Round 1 Check-in 1-29

As we close out our first month of this ROCing ROW80, this might be a great time to look at the goals we set at the beginning of the year and see how they are supporting our grander ideals for ourselves and our futures. It’s never too late to adjust things. Just keep your gaze forward. As they say “Eyes on the prize”. 🙂

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Round 1 Check-in 1-25

How is everyone doing? Are you feeling creatively blocked or are those ideas flowing fast and free? Let us know by sharing your progress at the linky below.

For those looking for a little encouragement from both sides, here’s a great post by writing coach and author KM Weiland on what Writer’s Block can teach us: 6 Lessons Learned From 4 Years of Writer’s Block as well as an argument for pressing forward and writing now by Mr. Write Now (Khalid Uddin).

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How To… Again

Claire Farrell shares some ideas on how we can stick to it

(Please note, this is a repost from our very first sponsor posts of the challenge, How to Stick to It from January 17, 2011.)

I love how enthusiastic people are in January.  New resolutions, plans to improve ourselves – it’s always fun to list the things we would like to do next.  Most of these plans are forgotten pretty quickly and before you know it, it’s the end of the year and people are planning their new, oh, wait, I mean, last year’s resolutions.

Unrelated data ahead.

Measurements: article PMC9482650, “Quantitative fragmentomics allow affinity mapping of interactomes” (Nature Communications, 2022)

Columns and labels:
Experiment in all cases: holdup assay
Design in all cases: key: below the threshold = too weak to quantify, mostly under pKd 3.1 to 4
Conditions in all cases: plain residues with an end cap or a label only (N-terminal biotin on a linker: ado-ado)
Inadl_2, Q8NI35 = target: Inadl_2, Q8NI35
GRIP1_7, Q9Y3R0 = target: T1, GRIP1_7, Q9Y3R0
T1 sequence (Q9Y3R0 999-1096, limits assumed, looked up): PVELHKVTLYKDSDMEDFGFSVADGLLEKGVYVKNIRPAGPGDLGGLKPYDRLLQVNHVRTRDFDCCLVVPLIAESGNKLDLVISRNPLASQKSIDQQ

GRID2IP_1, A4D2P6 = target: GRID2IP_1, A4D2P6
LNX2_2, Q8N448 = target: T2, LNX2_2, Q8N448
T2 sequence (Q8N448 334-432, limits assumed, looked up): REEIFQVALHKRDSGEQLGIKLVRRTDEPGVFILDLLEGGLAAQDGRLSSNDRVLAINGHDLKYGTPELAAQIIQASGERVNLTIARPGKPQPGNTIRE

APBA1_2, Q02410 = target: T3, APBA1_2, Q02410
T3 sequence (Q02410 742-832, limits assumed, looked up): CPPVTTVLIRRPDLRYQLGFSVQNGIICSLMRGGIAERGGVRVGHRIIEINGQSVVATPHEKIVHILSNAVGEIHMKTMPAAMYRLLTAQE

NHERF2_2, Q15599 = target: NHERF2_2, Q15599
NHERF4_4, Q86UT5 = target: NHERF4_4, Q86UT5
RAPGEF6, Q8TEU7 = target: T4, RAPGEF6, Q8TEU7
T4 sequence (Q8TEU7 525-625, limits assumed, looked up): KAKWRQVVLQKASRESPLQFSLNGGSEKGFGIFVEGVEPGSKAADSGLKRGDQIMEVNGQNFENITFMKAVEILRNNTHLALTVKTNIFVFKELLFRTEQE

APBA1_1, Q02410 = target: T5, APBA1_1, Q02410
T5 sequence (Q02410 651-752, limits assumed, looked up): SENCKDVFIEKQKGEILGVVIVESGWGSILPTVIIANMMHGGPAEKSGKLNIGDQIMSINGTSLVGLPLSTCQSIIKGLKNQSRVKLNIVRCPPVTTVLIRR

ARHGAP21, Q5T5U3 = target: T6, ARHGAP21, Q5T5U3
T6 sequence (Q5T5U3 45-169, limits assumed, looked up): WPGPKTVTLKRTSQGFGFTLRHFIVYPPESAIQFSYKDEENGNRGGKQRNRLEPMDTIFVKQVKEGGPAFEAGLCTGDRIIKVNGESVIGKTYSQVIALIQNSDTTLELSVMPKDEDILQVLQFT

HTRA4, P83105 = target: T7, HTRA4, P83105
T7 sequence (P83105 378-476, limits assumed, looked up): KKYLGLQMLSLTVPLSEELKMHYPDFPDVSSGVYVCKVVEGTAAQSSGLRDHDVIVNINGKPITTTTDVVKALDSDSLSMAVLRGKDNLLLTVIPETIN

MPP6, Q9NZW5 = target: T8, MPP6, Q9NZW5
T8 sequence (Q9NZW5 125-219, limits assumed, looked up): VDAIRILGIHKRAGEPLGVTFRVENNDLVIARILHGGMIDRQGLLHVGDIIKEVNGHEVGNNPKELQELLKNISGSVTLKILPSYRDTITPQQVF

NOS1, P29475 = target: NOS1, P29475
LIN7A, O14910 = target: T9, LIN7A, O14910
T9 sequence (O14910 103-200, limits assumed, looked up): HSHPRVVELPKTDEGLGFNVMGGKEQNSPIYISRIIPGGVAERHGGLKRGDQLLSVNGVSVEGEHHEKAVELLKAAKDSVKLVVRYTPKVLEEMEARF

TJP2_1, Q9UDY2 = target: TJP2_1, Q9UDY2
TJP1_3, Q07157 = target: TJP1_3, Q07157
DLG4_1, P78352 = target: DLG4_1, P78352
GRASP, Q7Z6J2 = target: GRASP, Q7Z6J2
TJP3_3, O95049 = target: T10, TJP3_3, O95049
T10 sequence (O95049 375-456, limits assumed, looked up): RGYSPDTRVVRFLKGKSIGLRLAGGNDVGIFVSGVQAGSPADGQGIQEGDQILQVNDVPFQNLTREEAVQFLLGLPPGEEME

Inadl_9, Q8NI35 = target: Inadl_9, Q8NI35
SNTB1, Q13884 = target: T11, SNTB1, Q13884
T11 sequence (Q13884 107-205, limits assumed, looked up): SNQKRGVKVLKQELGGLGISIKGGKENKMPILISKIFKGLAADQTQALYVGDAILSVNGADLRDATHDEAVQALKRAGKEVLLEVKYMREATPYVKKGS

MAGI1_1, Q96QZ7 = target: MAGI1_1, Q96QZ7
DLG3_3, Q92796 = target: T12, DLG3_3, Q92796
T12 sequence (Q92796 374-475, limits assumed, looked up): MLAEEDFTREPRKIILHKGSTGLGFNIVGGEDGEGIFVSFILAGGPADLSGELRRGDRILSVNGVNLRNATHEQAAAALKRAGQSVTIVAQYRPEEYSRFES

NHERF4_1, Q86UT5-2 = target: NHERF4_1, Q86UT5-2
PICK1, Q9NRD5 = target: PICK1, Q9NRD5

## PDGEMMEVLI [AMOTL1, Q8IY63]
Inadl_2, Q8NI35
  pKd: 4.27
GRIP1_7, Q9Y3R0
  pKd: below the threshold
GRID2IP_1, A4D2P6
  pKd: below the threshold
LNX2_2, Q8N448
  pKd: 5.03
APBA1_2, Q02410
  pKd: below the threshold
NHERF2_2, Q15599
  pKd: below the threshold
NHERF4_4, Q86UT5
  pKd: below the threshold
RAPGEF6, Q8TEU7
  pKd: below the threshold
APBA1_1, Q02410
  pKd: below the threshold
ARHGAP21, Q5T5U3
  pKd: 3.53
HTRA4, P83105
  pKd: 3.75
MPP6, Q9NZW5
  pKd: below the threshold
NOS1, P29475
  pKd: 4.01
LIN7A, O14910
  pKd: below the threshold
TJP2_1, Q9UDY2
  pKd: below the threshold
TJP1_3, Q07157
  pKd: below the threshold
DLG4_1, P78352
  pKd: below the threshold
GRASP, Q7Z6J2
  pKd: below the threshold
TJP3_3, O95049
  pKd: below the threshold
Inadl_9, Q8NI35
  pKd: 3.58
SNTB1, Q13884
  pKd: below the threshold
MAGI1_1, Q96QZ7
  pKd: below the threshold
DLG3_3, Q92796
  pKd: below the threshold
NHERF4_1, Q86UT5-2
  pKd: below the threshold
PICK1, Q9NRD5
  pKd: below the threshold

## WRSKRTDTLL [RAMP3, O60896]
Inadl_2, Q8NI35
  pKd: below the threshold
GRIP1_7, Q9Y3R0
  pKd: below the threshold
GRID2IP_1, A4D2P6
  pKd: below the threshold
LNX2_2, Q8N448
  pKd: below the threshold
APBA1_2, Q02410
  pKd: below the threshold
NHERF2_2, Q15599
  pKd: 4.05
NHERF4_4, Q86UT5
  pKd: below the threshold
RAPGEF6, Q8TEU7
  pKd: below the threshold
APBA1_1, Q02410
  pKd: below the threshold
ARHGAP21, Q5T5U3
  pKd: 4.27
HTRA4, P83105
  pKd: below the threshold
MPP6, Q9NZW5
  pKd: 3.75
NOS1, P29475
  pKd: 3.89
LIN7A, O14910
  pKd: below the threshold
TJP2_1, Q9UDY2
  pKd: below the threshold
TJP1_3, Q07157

How can we stick to our plans?  Publicly challenging ourselves with ROW80 is a great start.  But all great starts need decent finishes too.  So how do we keep ourselves on track?

First is to pick manageable goals.  Goals that suit you – don’t compare yourself to anyone else.  In theory, lots of things seem easy peasy but when we sit down to do them, we think of anything, literally anything, to avoid getting on with it.  If it’s too overwhelming, break it down a little more and complete one small step at a time.  It’s the first round so we’re still figuring out just what we can do – but even the easiest of challenges can feel ridiculously hard once life starts complicating things.

Be prepared for off days, random destruction of whatever it is you need to complete your challenge, and the rest of the world demanding your attention.  Falling behind?  You can catch up, no problem.  Take each day as a fresh start.  If you’re trying then you’re succeeding.

Suddenly feel like you don’t have time?  Make it.  There’s always something we can cut to bump up our work time.  Trust me, I have five smallies – I’m the Queen of Making Time.  No time is an excuse, I’m good at those too.

That’s why challenges like ROW80 are so useful.  We all know the excuses, so they won’t work this time.  But it’s not a mad rush to the finish line, it’s figuring out what we can produce on a regular basis.  It’s instilling a sensible work ethic and a steady routine that should benefit us in the long run.  It’s public accountability and the camaraderie of us all being in this together.  It’s hard to focus when you’re working alone but seeing your progress during the weekly updates is going to be a real motivator.

It should be fun too.  If you’ve had enough for one day then take a break, have a look at what everyone is doing.  Don’t try to match them – their goals are not your goals, but maybe get to know them, cheer them on and know that they will do the same for you.  Writing doesn’t have to be a lonely existence and when it gets tough, the rest of us will push you towards that finish line.


Claire Farrell

Round 1 Check-in 1-22

And we reach yet another Sunday… How has your Round 1 been going for you? Do you feel like you’re making solid forward momentum? Do you feel you need to make a few adjustments? Let us know in your post on the linky.